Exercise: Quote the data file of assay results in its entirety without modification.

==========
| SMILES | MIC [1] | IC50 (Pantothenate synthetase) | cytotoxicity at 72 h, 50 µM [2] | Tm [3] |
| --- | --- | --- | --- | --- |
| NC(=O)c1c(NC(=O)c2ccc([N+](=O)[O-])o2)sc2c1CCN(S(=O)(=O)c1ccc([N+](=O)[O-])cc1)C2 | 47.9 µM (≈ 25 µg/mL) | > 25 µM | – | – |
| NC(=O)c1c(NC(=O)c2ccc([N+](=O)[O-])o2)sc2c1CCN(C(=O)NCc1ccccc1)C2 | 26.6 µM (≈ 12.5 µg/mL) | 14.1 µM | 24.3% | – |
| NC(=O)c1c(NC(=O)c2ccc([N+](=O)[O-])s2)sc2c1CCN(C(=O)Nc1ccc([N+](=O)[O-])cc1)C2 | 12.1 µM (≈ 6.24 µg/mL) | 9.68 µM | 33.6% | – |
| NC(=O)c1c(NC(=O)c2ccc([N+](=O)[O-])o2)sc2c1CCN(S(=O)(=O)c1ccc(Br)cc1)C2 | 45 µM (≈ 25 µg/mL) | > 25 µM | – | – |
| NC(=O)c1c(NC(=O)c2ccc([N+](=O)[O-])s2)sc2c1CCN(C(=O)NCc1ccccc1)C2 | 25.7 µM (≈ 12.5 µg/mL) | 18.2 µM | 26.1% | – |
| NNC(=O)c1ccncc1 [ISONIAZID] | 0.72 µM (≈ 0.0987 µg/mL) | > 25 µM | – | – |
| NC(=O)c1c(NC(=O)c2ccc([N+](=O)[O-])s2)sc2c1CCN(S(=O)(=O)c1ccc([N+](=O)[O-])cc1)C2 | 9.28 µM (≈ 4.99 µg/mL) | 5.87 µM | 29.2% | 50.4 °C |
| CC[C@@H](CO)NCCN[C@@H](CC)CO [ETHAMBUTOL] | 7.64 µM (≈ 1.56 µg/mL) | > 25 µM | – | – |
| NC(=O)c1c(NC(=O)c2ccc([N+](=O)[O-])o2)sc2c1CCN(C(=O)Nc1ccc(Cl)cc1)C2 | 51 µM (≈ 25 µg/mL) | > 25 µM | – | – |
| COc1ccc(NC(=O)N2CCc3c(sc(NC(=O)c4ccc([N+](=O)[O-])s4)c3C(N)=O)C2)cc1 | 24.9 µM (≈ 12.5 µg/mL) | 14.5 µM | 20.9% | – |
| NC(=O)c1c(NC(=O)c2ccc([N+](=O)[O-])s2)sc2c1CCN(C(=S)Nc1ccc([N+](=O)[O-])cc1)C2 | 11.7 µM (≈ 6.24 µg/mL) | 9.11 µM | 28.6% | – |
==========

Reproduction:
| SMILES | MIC [1] | IC50 (Pantothenate synthetase) | cytotoxicity at 72 h, 50 µM [2] | Tm [3] |
| --- | --- | --- | --- | --- |
| NC(=O)c1c(NC(=O)c2ccc([N+](=O)[O-])o2)sc2c1CCN(S(=O)(=O)c1ccc([N+](=O)[O-])cc1)C2 | 47.9 µM (≈ 25 µg/mL) | > 25 µM | – | – |
| NC(=O)c1c(NC(=O)c2ccc([N+](=O)[O-])o2)sc2c1CCN(C(=O)NCc1ccccc1)C2 | 26.6 µM (≈ 12.5 µg/mL) | 14.1 µM | 24.3% | – |
| NC(=O)c1c(NC(=O)c2ccc([N+](=O)[O-])s2)sc2c1CCN(C(=O)Nc1ccc([N+](=O)[O-])cc1)C2 | 12.1 µM (≈ 6.24 µg/mL) | 9.68 µM | 33.6% | – |
| NC(=O)c1c(NC(=O)c2ccc([N+](=O)[O-])o2)sc2c1CCN(S(=O)(=O)c1ccc(Br)cc1)C2 | 45 µM (≈ 25 µg/mL) | > 25 µM | – | – |
| NC(=O)c1c(NC(=O)c2ccc([N+](=O)[O-])s2)sc2c1CCN(C(=O)NCc1ccccc1)C2 | 25.7 µM (≈ 12.5 µg/mL) | 18.2 µM | 26.1% | – |
| NNC(=O)c1ccncc1 [ISONIAZID] | 0.72 µM (≈ 0.0987 µg/mL) | > 25 µM | – | – |
| NC(=O)c1c(NC(=O)c2ccc([N+](=O)[O-])s2)sc2c1CCN(S(=O)(=O)c1ccc([N+](=O)[O-])cc1)C2 | 9.28 µM (≈ 4.99 µg/mL) | 5.87 µM | 29.2% | 50.4 °C |
| CC[C@@H](CO)NCCN[C@@H](CC)CO [ETHAMBUTOL] | 7.64 µM (≈ 1.56 µg/mL) | > 25 µM | – | – |
| NC(=O)c1c(NC(=O)c2ccc([N+](=O)[O-])o2)sc2c1CCN(C(=O)Nc1ccc(Cl)cc1)C2 | 51 µM (≈ 25 µg/mL) | > 25 µM | – | – |
| COc1ccc(NC(=O)N2CCc3c(sc(NC(=O)c4ccc([N+](=O)[O-])s4)c3C(N)=O)C2)cc1 | 24.9 µM (≈ 12.5 µg/mL) | 14.5 µM | 20.9% | – |
| NC(=O)c1c(NC(=O)c2ccc([N+](=O)[O-])s2)sc2c1CCN(C(=S)Nc1ccc([N+](=O)[O-])cc1)C2 | 11.7 µM (≈ 6.24 µg/mL) | 9.11 µM | 28.6% | – |